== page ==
How to Grow Better Fruit [Opinion]
Playing a little word association here: “Government Research Project.” My first thought: “Waste of Money.”
Sure, that’s probably unfair, but the fact that it’s my immediate reaction may indicate a lot of you feel the same way. Look at the election of President Trump. His call for a rollback of government regulations resonated like a sonic boom.
But all government research projects are not alike. Take RosBREED, for example. It’s a multi-state project dedicated to the genetic improvement of rosaceous crops — roses, yes, but a lot more progress has been made on such fruits as apples.
Besides researchers from around the country, there are advisors to keep the project grounded, including Bob Gix of Blue Star Growers, Cashmere, WA; Chalmers Carr of Titan Peach Farms, Ridge Spring, SC; and myself.
RosBREED, which is funded through the USDA-National Institute of Food and Agriculture Specialty Crop Research Initiative, is making headway. I know because of all the green. That’s the color employed on the progress charts toward the use of DNA tests indicating successful completion.
For example, the chart showing DNA tests are in use for maturity dates and fruit quality traits is almost completely green for apples, peaches, strawberries, and sweet cherries. Such DNA tests are valuable because they save a lot of green — as in money. Take apples, for instance.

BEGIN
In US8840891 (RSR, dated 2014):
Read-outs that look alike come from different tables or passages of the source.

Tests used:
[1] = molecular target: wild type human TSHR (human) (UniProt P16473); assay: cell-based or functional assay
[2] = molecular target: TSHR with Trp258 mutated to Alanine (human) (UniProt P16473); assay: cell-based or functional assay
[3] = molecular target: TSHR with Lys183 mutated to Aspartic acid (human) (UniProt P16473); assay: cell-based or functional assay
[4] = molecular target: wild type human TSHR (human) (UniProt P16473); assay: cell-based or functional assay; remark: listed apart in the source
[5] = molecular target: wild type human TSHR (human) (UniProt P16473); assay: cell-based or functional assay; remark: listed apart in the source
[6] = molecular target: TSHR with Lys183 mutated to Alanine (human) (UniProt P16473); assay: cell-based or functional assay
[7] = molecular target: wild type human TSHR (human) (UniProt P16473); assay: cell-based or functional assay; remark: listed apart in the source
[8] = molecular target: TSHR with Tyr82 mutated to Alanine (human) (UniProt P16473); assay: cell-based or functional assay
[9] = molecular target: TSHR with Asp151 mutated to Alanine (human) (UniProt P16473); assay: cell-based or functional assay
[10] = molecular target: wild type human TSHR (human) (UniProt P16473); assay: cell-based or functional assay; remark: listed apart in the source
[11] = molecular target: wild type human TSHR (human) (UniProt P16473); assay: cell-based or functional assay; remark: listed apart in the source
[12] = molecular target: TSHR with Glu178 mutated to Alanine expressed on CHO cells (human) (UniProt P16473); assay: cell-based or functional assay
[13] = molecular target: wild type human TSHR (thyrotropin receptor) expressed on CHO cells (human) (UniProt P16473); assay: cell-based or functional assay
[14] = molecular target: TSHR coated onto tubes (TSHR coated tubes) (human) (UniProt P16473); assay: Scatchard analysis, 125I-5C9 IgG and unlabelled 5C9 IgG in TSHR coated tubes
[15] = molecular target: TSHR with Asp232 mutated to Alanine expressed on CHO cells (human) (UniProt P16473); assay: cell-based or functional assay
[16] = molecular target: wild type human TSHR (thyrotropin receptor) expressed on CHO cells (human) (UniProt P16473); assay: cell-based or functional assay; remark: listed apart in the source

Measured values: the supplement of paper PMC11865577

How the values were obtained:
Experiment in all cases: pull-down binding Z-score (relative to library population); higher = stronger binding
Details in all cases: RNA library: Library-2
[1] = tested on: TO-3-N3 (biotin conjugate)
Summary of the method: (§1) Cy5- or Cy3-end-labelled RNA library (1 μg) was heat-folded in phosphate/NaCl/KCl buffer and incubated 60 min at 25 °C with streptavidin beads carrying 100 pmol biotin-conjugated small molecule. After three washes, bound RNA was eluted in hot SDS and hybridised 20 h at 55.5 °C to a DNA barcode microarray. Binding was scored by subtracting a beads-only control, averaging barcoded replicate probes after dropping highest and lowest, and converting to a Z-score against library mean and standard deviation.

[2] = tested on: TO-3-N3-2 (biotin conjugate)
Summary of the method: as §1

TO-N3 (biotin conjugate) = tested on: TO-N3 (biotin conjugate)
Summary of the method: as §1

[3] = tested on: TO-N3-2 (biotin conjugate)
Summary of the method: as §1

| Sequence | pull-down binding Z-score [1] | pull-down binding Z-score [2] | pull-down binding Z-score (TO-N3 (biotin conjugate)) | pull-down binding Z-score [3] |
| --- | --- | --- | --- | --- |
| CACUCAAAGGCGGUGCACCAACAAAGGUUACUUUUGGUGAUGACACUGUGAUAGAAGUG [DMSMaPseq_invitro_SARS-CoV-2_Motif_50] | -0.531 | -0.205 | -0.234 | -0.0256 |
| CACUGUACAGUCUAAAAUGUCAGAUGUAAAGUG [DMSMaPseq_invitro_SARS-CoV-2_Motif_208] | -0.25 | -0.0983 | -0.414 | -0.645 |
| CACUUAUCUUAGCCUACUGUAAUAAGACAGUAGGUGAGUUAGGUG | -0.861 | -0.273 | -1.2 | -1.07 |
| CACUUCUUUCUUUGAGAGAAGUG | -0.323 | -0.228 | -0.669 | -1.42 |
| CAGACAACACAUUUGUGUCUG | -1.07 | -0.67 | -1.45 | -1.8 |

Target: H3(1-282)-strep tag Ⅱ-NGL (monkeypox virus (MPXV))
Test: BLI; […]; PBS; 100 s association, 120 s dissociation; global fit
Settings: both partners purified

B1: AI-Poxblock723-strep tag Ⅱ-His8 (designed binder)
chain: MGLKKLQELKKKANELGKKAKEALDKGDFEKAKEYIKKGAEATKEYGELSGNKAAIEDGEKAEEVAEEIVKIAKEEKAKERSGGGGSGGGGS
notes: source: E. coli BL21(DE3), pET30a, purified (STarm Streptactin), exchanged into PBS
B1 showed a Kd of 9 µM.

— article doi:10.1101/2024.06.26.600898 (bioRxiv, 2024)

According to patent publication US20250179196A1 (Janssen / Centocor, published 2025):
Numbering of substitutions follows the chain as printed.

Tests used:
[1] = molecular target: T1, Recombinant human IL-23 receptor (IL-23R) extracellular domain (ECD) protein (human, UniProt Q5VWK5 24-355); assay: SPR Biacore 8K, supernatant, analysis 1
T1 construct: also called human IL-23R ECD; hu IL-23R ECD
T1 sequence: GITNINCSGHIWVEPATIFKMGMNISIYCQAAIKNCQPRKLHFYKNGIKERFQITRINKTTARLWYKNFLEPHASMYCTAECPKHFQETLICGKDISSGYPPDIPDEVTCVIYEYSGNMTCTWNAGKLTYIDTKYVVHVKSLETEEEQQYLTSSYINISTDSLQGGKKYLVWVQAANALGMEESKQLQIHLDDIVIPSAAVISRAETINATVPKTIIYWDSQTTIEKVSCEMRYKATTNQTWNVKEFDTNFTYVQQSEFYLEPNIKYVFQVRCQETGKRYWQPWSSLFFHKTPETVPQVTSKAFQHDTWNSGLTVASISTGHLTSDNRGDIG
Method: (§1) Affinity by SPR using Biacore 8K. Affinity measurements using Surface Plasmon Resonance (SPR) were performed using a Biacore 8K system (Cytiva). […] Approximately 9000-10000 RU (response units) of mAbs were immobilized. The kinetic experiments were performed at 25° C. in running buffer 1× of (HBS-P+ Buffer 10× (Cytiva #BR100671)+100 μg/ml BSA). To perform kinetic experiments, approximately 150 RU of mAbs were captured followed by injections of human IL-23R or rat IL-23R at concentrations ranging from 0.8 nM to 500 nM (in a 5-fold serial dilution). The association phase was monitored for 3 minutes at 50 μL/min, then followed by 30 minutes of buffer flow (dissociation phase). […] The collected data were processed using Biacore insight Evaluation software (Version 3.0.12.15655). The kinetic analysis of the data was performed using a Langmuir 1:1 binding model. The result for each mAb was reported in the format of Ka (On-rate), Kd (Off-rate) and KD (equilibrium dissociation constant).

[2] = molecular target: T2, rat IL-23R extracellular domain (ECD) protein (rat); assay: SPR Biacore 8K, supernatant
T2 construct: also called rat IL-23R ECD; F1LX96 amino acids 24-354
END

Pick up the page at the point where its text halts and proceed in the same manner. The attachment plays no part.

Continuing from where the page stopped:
In the past several years, nearly all new apples start with ‘Honeycrisp.’ Everyone wants that crunch because it’s the top trait desired by consumers. RosBREED Project Director Amy Iezzoni of Michigan State University says if the apple industry wants a particular trait, they can ask Jim Luby — the “Godfather” of the University of Minnesota game-changing variety — to instill those qualities.
“[RosBREED] allows you to design crosses that have [or don’t have] color, scab, bitter pit, juiciness, acidity, and so forth. Jim knows what parents in his program will provide those desirable characteristics,” she says. “You can do it because it’s affordable.”
Iezzoni says it’s astounding how the cost of DNA testing is dropping. She says RosBREED is “like ‘23 and Me’ for apples. Fruit breeding has more in common with human genetics than, say, soybeans.”
Luby has been doing marker-assisted seedling selection for the past four years. In 2017, 2,206 seedlings were tested, 1,061 culled. The cost per culled seedling: $3.93. The cost to grow those trees out is about $40, so Luby says he’s saved about $35 per seedling.
RosBREED continues to be funded, but it was cut 7% in both 2017 and for 2018. Iezzoni says they have to apply for funding each year, submitting the request in June. They’ll find out whether the project will continue by Sept. 1.
I urge you to voice your support — or drop an email to me or your elected representative — for this worthy effort. Iezzoni says more discoveries are just around the corner.
“Finding traits can be like finding a needle in a haystack,” she says, “but thanks to RosBREED, the needle is neon.”
People get a lot more for the money, because researchers from all around the country are working together. Synergy is a beautiful thing, and we’ll need it to compete globally.
Countries who fail to invest in R&D are going be left behind. “Discoveries are going to be made around the world,” says Iezzoni. “It’s important for U.S. breeders to remain competitive on the world stage.”